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A committee was appointed to address the Citizens of all Texas for the purpose of bringing about a Consultation as resolved by the Columbia meeting.

The Chairman was authorized to appoint delegates to the different Jurisdictions of Texas.

Resolved, That the address submitted by the select committee in complyance with the first resolutions be adopted and that John A. Wharton, Esq., be requested to superintend the printing of the address and also to collect and publish the facts and evidence which may be deemed necessary and that one thousand copies of the address be published.

Resolved, That this committee recommend a suspension of all judicial proceedings of a civil character except in cases of urgent necessity.

Resolved, That F. A. Bingham, John Hodge, Henry Smith, Branch T. Archer, Robert H. Williams, and Peter Bertrand, be appointed a Committee to open subscriptions and receive contributions of money for the purpose of defraying the costs of printing, sending expresses and other necessary expenses.

THE ADDRESS OF THE COMMITTEE. Fellow-Citizens: The undersigned have been elected by the people of the Jurisdiction of Columbia, a Committee of Safety and Correspondence, and have been instructed to address you for the purpose of obtaining your co-operation in endeavoring to produce order, confidence, and government out of the present deplorable chaos and anarchy. It is unfortunately too true that Centralism with the rapidity of magic, has succeeded our late confederated form of government. Our governor is in captivity and our legislature dispersed by the bayonets of the soldiery. The Constitutions which we have sworn to support are thereby trampled under foot-in short we occupy the unenviable attitude of a people who have not a shadow of legitimate government. The loss of all confidence at home and abroad is, and will continue to be, the consequence of this state of things. Immigration will entirely cease. The law of the strongest will be the only law that will prevail and nothing but doubt, confusion and violence will overshadow the land. After the most grave and mature deliberation the people of this Jurisdiction have conceived that a Consultation of all Texas through her representatives is the only devised or devisable mode of remedying the above recited evils & have instructed us to urge upon you to unite in bringing about such Consultation as speedily as possible. Some persons object to a Gen'l Consultation on the Ground that it is unconstitutional; admitting it unconstitutional we would ask if the Constitution authorized the consultation that formed the plans of Jalapa and Vera Cruz by which Bustamente and Santa Anna worked out their elevations; or if it authorized the late consultations of the city of Toluca & of the hundred other towns which have declared in favor of Centralism. A Constitution is more indispensable to us than to any other portion of the Republic, for since the imprisonment of our governor, the dispersion of our legislature, & the adoption of Centralism we have no constitutional organ through which to speak. It is too evident to admit of argument that the State of which Texas is a part being recognized as one of the contracting parties on forming the constitution we are not bound by any change of government or infraction of the constitution until our assent is obtained. How is that assent to be arrived at ? We contend only by general Consultation the constitution and all officers under it having perished in the Anarchy that at present surrounds—and that unless something is done is likely soon to overwhelm us.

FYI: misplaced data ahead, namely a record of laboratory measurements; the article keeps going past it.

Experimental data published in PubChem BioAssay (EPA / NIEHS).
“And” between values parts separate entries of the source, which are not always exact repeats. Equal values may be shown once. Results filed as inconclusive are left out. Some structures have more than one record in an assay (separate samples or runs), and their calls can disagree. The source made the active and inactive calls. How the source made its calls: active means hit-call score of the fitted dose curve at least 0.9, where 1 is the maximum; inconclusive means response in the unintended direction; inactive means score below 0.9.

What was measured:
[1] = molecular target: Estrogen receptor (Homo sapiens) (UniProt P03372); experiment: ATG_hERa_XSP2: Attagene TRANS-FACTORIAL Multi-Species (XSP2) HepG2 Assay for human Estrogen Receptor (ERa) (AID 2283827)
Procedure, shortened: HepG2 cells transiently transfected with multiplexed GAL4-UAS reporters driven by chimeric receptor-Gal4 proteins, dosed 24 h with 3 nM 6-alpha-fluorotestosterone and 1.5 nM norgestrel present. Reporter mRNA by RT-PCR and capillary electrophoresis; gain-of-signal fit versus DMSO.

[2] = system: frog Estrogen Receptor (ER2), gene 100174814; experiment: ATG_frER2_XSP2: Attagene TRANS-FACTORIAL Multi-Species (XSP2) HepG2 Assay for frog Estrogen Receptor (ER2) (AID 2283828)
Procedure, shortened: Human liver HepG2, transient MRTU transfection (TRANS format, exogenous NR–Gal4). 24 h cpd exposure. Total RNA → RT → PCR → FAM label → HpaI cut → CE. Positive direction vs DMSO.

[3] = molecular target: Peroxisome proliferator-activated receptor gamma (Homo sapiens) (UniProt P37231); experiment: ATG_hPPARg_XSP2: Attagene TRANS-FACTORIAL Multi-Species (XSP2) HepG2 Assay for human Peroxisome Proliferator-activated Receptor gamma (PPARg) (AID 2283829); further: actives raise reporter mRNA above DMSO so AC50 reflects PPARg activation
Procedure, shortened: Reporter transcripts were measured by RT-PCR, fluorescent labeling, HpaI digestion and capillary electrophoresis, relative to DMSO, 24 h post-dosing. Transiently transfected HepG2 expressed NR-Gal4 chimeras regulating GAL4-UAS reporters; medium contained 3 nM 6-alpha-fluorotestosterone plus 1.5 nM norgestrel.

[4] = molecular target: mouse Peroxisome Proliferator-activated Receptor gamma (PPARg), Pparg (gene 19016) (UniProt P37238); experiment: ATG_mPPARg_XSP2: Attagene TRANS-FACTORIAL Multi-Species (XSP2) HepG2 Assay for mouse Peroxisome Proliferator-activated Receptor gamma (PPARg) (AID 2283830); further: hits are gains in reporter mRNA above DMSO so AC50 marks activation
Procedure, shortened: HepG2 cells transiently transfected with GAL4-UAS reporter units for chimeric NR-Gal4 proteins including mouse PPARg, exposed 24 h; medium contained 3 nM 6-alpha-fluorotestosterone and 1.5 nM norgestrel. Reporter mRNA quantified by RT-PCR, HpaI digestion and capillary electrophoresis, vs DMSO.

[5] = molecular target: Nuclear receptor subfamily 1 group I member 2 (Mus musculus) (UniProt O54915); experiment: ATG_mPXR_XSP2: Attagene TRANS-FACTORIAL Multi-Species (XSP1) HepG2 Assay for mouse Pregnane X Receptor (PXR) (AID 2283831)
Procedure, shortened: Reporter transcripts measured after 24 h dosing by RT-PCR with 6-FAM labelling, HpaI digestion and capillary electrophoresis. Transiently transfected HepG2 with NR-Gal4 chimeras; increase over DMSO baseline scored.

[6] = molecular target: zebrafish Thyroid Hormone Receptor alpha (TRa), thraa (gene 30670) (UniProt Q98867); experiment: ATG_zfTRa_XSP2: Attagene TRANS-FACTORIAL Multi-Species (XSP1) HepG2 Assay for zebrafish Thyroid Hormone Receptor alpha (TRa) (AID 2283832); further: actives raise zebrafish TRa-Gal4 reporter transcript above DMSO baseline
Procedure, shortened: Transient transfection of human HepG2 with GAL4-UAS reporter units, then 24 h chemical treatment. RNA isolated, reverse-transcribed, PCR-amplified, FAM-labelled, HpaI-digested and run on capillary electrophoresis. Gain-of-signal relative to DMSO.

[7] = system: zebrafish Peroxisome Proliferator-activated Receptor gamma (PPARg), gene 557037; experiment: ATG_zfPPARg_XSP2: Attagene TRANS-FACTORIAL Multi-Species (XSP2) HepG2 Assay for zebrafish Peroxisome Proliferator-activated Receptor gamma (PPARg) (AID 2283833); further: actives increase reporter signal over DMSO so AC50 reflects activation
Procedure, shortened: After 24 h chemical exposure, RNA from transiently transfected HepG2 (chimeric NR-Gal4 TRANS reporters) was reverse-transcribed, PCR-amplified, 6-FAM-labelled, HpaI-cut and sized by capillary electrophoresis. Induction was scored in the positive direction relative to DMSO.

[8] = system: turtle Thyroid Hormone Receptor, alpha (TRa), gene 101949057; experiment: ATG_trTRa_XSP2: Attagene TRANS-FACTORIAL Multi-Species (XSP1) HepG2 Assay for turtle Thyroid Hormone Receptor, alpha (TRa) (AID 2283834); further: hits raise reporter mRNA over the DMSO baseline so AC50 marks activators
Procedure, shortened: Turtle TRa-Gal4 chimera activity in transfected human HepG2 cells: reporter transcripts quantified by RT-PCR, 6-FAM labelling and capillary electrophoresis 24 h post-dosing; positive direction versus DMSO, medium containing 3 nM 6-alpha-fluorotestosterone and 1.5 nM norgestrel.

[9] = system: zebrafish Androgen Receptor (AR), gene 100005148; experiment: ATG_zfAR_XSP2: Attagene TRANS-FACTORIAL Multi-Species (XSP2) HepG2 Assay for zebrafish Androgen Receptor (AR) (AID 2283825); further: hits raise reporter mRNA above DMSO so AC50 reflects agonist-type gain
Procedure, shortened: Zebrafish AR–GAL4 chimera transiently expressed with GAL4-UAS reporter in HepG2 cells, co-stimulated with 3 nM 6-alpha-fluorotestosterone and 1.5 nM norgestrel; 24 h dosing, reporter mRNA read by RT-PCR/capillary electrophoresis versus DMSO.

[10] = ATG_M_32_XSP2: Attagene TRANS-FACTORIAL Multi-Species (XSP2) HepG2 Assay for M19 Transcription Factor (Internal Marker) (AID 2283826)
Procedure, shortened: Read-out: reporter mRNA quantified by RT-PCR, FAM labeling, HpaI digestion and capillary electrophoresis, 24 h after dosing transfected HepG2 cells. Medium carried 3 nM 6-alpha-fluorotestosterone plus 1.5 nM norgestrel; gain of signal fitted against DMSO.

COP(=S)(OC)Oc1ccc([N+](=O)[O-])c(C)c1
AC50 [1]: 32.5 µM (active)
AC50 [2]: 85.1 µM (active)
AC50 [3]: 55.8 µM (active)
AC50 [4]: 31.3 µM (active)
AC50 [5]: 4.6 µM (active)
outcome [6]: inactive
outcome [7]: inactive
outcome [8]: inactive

Some seem to imagine that the present difficulties can be quieted by remaining inactive and venting their endless and unavailing curses on the heads of the land speculators, and war party, as they are termed. We profess ourselves as a


matter of public policy diametrically opposed to all large monopolies of the public domain like the late land speculation; & equally opposed to the principle of any person or party rashly involving us in difficulties against the consent of the majority and we wish a consultation among other things for the purpose of devising some plan to prevent the remainder of our public lands from being trifled away; and also to prevent a few rash individuals from deluging us with all the horrors of a war without our consent, and before we are prepared. Unless some concerted plan of action is determined on in general Consultation such involvment is inevitable, for a great many believe in the hostile intentions of the government and have sworn to resist with their lives the introduction of armed force. Some seem to imagine that everything can be done by neighborhood or Colony meetings, suddenly assembled, as suddenly dispersed, and always acting under excitement.